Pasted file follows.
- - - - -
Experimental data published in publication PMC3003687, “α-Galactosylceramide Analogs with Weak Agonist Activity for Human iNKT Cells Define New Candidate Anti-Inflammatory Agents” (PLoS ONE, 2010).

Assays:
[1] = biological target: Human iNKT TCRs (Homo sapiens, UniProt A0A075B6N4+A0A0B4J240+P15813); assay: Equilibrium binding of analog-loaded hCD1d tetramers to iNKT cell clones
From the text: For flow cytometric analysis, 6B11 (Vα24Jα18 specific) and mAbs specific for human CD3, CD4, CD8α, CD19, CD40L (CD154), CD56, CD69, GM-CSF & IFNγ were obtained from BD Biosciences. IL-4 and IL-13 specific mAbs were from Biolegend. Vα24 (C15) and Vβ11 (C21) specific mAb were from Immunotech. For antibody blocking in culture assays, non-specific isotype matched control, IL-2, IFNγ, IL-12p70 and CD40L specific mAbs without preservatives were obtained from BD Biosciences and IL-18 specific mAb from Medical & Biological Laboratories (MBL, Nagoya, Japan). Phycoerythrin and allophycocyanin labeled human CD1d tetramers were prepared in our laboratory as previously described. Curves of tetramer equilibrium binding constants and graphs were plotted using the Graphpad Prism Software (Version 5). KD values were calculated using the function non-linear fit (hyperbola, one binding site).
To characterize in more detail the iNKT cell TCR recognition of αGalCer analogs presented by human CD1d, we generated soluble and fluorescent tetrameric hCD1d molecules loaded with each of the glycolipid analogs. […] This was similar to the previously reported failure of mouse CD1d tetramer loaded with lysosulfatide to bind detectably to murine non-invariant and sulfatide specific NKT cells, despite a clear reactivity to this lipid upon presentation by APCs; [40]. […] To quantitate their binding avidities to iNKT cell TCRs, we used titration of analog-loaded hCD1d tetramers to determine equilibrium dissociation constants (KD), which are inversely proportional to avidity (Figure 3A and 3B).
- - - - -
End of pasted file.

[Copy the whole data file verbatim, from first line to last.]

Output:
Experimental data published in publication PMC3003687, “α-Galactosylceramide Analogs with Weak Agonist Activity for Human iNKT Cells Define New Candidate Anti-Inflammatory Agents” (PLoS ONE, 2010).

Assays:
[1] = biological target: Human iNKT TCRs (Homo sapiens, UniProt A0A075B6N4+A0A0B4J240+P15813); assay: Equilibrium binding of analog-loaded hCD1d tetramers to iNKT cell clones
From the text: For flow cytometric analysis, 6B11 (Vα24Jα18 specific) and mAbs specific for human CD3, CD4, CD8α, CD19, CD40L (CD154), CD56, CD69, GM-CSF & IFNγ were obtained from BD Biosciences. IL-4 and IL-13 specific mAbs were from Biolegend. Vα24 (C15) and Vβ11 (C21) specific mAb were from Immunotech. For antibody blocking in culture assays, non-specific isotype matched control, IL-2, IFNγ, IL-12p70 and CD40L specific mAbs without preservatives were obtained from BD Biosciences and IL-18 specific mAb from Medical & Biological Laboratories (MBL, Nagoya, Japan). Phycoerythrin and allophycocyanin labeled human CD1d tetramers were prepared in our laboratory as previously described. Curves of tetramer equilibrium binding constants and graphs were plotted using the Graphpad Prism Software (Version 5). KD values were calculated using the function non-linear fit (hyperbola, one binding site).
To characterize in more detail the iNKT cell TCR recognition of αGalCer analogs presented by human CD1d, we generated soluble and fluorescent tetrameric hCD1d molecules loaded with each of the glycolipid analogs. […] This was similar to the previously reported failure of mouse CD1d tetramer loaded with lysosulfatide to bind detectably to murine non-invariant and sulfatide specific NKT cells, despite a clear reactivity to this lipid upon presentation by APCs; [40]. […] To quantitate their binding avidities to iNKT cell TCRs, we used titration of analog-loaded hCD1d tetramers to determine equilibrium dissociation constants (KD), which are inversely proportional to avidity (Figure 3A and 3B).